Golden Bear continued to develop golf communities like Bear Creek, but it only did so when other parties took the financial risk. It took on new subsidiaries, but only in golf-related fields. Nicklaus designed a new putter for MacGregor, a golf company whose clubs he had endorsed since the 1960s. Golden Bear bought the company in 1982 and sold 80 percent of it again in 1986. Nicklaus spent time investigating the company's manufacturing processes and researched the retail market, eventually bringing MacGregor back to financial health. Nicklaus also looked for new businesses that he could run with less of an investment of his personal time. Nicklaus was 45 when disaster struck his company, and it occurred to him that he needed to find a way to keep Golden Bear going even if he were to retire. So the firm diversified into golf schools, marketing and management of golf tournaments, and golf videos, while it continued to license products and rake in design fees. By 1988, the company's debt had almost disappeared. Sales were $98 million, with $10 million in profit.

By the early 1990s, Golden Bear had become a conglomerate of golf-related businesses, with only about 30 percent of the business directly dependent on Jack Nicklaus's daily involvement. In 1993, the company entered a joint venture with Club Corp. International, the leading operator of golf courses, to build about 40 public golf courses around the country. Though these would be Nicklaus-designed courses, they were intended to be less complex to play and maintain as some of Nicklaus's previous courses. That year Nicklaus also brought out his own line of golf clubs through Golden Bear's Nicklaus Golf Equipment subsidiary. These were clubs designed for the average golfer, though the price for a set was nevertheless quite steep at around $1,800. Golden Bear seemed to have evolved nicely by the mid-1990s, recovering from its near downfall a decade earlier to bring in around $50 million annually.

Nicklaus and his top executives decided to take part of Golden Bear public in 1996. Other golf companies had done well on the stock market around that time, including Callaway Golf, maker of the popular Big Bertha clubs. The company was split into two parts. Golden Bear International continued as a private company, and comprised the parts of the business that were directly dependent on Jack Nicklaus. The rest of the company went on the NASDAQ exchange August 1, 1996, as Golden Bear Golf, Inc. The public company consisted of six core business areas. These were the Nicklaus-Flick Golf Schools, Nicklaus Apparel, the golf management company Golden Bear Club Services, the Jack Nicklaus International Club, a licensing division for Nicklaus and Golden Bear trademarks, and the golf course building firm Paragon Construction Company. The initial public offering went well, bringing in $36.9 million. Some of this capital went immediately to purchase nine driving ranges, which were to become family-oriented golf practice centers. Nicklaus himself still owned 55 percent of the company.

The public company did well at first, but by 1998 was beset by several problems. Golden Bear had invested in a string of driving ranges, but it was not immediately able to run them profitably. As debt began to mount and Golden Bear's stock fell, the company sold the nine driving ranges, plus five more it already owned. But worse news followed. The president of Golden Bear's construction subsidiary, Paragon Construction, resigned in April 1998 after the company posted a loss of $2.7 million for 1997. Under new management, accountants discovered that the loss at Paragon was much graver. The company was actually some $24.7 million in the red. Golden Bear claimed that Paragon's management had deliberately falsified records and made false statements. The company's stock was temporarily delisted as outraged stockholders filed suit. The stockholder class-action suit was settled by mid-2000 with a settlement of $3.5 million. Nicklaus lost millions of his personal fortune rectifying problems at Golden Bear; moreover, the company's stock was completely undermined by the episode. The company bought back its shares at 75 cents apiece, and became a private company again. Its last reported sales were $11.2 million in 1999. Yet a huge chunk of this was profit. Net income was $7.8 million.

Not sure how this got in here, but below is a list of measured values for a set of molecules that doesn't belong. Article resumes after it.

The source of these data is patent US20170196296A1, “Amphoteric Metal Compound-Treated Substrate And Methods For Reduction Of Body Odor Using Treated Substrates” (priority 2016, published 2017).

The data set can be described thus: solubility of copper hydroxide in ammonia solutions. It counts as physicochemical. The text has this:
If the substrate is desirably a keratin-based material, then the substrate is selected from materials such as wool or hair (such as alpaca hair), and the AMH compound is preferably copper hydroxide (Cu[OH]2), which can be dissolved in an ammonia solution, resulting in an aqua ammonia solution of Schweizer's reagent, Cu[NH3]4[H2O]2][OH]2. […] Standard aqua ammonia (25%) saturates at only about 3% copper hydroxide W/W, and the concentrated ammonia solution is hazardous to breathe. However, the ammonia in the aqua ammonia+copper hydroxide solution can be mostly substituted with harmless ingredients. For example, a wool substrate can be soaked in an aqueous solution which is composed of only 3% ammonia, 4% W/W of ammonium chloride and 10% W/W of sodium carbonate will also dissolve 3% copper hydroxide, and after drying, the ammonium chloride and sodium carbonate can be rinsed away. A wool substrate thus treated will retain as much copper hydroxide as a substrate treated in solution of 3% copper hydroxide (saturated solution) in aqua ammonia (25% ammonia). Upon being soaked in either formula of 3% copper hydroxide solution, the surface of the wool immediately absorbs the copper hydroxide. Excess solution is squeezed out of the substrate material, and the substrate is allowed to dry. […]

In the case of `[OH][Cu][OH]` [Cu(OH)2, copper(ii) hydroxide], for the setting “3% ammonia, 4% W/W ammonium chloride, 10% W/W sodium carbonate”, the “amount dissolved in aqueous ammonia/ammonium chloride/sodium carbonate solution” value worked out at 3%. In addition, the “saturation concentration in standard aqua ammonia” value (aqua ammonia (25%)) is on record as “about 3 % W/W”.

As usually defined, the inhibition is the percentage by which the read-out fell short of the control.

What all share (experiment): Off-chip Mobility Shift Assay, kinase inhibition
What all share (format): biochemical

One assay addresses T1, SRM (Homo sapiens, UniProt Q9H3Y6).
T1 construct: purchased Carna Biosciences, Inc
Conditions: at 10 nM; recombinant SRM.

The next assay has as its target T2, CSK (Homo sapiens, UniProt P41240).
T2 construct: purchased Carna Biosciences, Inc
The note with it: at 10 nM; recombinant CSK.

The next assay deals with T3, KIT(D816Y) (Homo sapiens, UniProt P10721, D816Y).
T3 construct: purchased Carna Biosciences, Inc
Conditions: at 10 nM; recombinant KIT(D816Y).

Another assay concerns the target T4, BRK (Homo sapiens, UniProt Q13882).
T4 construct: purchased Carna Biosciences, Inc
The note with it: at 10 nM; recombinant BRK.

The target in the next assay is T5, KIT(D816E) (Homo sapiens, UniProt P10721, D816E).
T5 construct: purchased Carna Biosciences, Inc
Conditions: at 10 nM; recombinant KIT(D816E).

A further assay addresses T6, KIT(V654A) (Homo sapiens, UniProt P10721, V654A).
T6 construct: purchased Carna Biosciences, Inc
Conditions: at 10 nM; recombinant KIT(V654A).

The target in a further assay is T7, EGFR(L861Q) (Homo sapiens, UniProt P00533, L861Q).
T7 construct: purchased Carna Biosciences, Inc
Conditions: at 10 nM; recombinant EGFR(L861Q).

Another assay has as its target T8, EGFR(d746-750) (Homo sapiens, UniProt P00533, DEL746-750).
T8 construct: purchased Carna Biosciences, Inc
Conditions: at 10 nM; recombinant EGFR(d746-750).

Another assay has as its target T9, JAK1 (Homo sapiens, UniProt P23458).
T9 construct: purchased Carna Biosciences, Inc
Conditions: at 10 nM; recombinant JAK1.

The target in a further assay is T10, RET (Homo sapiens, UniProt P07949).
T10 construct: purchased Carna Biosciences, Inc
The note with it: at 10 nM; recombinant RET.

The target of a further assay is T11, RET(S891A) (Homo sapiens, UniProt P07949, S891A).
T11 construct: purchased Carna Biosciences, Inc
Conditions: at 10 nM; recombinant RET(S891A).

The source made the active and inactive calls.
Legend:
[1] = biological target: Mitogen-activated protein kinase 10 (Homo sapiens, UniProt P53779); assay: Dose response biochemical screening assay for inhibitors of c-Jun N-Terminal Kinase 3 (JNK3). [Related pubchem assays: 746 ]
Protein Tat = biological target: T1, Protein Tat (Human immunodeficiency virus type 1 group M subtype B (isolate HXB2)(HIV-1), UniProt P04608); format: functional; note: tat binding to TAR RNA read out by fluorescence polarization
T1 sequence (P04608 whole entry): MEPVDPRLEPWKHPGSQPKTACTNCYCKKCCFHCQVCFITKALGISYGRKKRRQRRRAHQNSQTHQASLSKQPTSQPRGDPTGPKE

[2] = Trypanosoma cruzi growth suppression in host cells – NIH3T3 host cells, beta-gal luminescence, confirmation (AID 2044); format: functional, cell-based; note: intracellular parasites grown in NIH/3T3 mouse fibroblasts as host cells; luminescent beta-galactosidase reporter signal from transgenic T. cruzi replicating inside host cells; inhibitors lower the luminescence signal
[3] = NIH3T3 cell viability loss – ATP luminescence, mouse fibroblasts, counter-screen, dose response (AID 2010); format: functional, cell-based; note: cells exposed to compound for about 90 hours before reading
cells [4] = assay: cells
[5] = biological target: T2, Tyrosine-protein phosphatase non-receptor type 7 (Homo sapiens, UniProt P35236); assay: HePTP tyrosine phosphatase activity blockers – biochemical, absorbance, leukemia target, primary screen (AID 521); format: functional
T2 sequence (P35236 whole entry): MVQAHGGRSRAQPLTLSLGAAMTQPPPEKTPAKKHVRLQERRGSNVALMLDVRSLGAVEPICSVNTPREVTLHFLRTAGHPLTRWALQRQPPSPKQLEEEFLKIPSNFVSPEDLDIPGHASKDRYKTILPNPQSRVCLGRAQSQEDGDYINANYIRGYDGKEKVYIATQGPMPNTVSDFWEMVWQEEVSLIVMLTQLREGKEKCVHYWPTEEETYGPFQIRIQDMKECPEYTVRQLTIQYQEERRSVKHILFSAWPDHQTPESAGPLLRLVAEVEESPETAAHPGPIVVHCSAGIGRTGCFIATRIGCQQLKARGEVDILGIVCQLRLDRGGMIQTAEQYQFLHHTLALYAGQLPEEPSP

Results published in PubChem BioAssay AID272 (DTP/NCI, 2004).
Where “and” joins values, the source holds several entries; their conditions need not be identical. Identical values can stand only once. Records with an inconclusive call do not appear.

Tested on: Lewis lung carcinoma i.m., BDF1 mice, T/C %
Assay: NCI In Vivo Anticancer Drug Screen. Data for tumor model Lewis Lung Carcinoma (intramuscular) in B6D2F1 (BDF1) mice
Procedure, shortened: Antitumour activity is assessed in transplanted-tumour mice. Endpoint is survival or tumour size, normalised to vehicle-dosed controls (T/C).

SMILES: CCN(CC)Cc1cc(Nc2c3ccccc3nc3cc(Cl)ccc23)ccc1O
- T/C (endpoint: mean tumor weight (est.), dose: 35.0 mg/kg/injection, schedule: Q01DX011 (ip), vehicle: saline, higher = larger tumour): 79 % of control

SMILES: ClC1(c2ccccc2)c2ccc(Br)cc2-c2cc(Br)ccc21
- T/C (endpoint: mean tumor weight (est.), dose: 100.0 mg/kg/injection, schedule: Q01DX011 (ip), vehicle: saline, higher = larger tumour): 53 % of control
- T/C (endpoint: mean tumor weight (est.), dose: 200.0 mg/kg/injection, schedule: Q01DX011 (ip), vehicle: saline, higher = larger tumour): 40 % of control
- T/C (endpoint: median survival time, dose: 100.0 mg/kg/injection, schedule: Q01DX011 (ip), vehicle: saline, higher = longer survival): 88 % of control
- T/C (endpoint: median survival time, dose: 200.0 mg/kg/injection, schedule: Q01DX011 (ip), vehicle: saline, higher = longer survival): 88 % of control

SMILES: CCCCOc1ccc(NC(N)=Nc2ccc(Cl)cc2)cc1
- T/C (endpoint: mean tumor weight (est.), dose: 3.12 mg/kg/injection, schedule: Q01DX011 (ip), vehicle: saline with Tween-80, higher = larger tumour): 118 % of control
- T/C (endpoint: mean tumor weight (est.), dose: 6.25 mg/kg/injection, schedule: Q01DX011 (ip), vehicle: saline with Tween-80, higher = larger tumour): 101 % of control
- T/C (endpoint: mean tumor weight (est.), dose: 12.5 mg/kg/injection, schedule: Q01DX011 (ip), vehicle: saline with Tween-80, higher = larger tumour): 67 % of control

Golden Bear changed its name to Nicklaus Companies at the end of 2000. The company continued to license Nicklaus and Golden Bear branded products worldwide. It licensed apparel, leather goods, luggage, eyewear, furniture, artwork, and other items through 15 companies, and distributed these goods in over 25 countries. Its biggest markets were the United States, Japan, and Korea. The company also continued to operate the Nicklaus-Flick golf schools. It handled marketing fees from Jack Nicklaus's personal product endorsements as well. Nicklaus Companies also maintained a joint venture with Weitz Golf International LLC, a golf course construction company, to market new courses.

Principal Competitors: Callaway Golf Company; Fortune Brands, Inc.; ClubCorp, Inc.





Further Reading:


Coulton, Antoinette, "Citicorp, Visa Put Golden Bear on Platinum Card," American Banker, July 9, 1997, p. 1.
Fins, Antonio N., Ronald Grover, and Sayaka Shinoda, "The Golden Bear Blasts into the Green," Business Week, February 15, 1988, pp. 80-83.
Hodenfield, Chris, "Unsinkable Jack Nicklaus and the Perils of a Bear Market," Golf Digest, November 1998, p. 83.
"Jack Nicklaus Inc.," Fortune, April 8, 1991, p. 91.
Lowenstein, Roger, "A Golfer Becomes an Executive: Jack Nicklaus's Business Education," Wall Street Journal, January 27, 1987, p. 34.
Nicklaus, Jack, with Ken Bowden, My Story, New York: Simon and Schuster, 1997.
Palmeri, Christopher, "Nicklaus for the Masses," Forbes, December 6, 1993, p. 20.
Peper, George, "Jack's 'Other' Career," Golf Magazine, March 1981, pp. 34-38, 108-12.
Pittman, Alan P., "Golden Bear Settles Suit, But SEC Inquiry Looms," Golf World, April 7, 2000, p. S2.
------, "Revenue Falls at Golden Bear," Golf World, May 26, 2000, p. S6.
Reese, Jennifer, "Golf Clubs from a Legend," Fortune, April 5, 1993, p. 128.
Russell, Geoff, "Golden Bear Settles Suit with Shareholders," Golf World, April 7, 2000, p. 10.
Sanders, Lisa, "Subpar for the Golden Bear," Business Week, July 28, 1997, p. 4.

Source: International Directory of Company Histories, Vol. 45. St. James Press, 2002.